Friday, November 11, 2011

Daisychains of Silence by Catherine MacLeod

Daisychains of Silence

I've finished a very special book this week, by one of the loveliest people I've met on this writer's journey.  I'm including my brief review below, which can't begin to describe her beautiful writing, and a link to Amazon, where you can purchase the electronic version for the meager amount of 99 cents.  It will be the best dollar you've spent in some time, I can assure you.

In Daisychains of Silence, Catherine MacLeod has sewn together a rich tapestry of images, emotions, memories—all the scraps that comprise a life.  In this case, the life is Daisy’s and we follow her from neglected childhood, to boarding school and adventurous youth, and to middle age, when a reunion with her mother forces her to reassess all that’s come before.  The relationship between Daisy and her mother is especially poignant, especially fraught with long-simmering betrayals and disappointments.  MacLeod has the eye of a photographer, a painter, an ability to draw our attention to details that matter:  a crocheted curtain, filthy from neglect, a beloved hand-made doll, cords of colored thread glistening on a well-used table, scars that form a smile.  The writing itself is evocative and poetic, at times absolutely mesmerizing as Daisy’s world is described.  Forced into an early self-reliance, Daisy learns to keep most things within and we follow her attempts to strike out and discover who she is and what she should do with herself.  But it’s a love story too, a believable love story accented with stops and starts, with mistakes made and loyalties reclaimed.  MacLeod’s characters will stay with you long after you’ve finished this lovely book, and you’ll find yourself rooting for them, each and every one, despite their flaws or maybe because of them.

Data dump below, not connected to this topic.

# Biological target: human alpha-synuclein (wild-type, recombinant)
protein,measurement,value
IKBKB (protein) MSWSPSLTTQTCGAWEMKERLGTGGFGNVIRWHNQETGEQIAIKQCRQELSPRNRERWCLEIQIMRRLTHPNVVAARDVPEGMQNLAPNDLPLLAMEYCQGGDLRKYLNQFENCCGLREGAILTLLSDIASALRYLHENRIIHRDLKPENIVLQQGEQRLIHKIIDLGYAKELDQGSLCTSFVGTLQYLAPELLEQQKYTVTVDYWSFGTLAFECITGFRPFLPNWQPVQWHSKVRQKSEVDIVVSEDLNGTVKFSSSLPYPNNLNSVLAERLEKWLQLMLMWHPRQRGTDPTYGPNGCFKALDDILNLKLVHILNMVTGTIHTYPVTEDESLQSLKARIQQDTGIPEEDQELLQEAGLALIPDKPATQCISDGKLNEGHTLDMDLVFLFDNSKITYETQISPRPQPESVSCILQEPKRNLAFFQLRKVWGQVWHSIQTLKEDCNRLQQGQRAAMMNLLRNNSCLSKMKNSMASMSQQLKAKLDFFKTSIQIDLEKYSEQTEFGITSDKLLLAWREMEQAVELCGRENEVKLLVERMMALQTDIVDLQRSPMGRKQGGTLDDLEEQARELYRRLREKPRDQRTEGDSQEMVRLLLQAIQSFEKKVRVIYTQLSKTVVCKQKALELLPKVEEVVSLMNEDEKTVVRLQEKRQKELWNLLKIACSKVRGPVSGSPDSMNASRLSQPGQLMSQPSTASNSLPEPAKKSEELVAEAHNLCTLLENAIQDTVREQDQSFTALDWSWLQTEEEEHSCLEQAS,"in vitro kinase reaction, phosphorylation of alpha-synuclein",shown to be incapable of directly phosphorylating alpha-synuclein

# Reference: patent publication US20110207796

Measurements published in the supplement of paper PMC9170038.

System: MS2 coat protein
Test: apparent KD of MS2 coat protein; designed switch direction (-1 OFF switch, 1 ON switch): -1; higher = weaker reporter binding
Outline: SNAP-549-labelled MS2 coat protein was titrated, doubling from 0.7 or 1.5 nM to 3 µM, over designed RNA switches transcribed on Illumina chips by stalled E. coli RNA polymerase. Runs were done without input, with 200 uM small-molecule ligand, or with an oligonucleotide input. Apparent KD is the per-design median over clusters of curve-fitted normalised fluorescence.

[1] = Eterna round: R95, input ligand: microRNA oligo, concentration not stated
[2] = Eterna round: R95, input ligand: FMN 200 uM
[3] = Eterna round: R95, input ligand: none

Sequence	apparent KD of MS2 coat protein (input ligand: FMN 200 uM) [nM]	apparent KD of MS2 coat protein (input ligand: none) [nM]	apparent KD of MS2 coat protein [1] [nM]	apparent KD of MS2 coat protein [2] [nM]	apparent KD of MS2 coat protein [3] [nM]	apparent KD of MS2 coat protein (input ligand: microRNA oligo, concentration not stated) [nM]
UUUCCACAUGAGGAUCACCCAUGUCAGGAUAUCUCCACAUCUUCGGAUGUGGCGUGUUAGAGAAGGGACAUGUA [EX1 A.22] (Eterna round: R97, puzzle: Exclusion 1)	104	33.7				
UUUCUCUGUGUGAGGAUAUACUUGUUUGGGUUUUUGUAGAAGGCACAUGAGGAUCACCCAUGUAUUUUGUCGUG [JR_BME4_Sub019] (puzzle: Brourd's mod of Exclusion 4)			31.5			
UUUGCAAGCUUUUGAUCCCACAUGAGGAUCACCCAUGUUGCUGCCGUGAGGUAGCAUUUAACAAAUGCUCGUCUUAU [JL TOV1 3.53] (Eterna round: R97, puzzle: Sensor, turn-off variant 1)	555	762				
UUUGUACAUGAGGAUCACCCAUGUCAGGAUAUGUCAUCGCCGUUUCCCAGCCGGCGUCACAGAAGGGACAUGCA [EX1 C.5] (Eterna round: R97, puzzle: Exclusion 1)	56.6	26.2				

Buy the book here.

1 comment:

  1. Oh, Mary. What can I say? I stumbled across your lovely article just by accident (I do visit your blog from time to time, just because I love your writing) and to discover this has made the air go thin inside me (a bit like what happens to Daisy, actually ...). You are such a lovely, modest person, you wrote this without any thought of thanks from me - I had no idea, and to discover it this way is simply wonderful. Your belief in my book and my writing has banished some of my fears. With you holding my hand, my voice trembles less; grows stronger and more certain.
    I am truly thankful.


"As soon as we express something, we devalue it strangely. We believe ourselves to have dived down into the depths of the abyss, and when we once again reach the surface, the drops of water on our pale fingertips no longer resemble the ocean from which they came...Nevertheless, the treasure shimmers in the darkness unchanged." ---Franz Kafka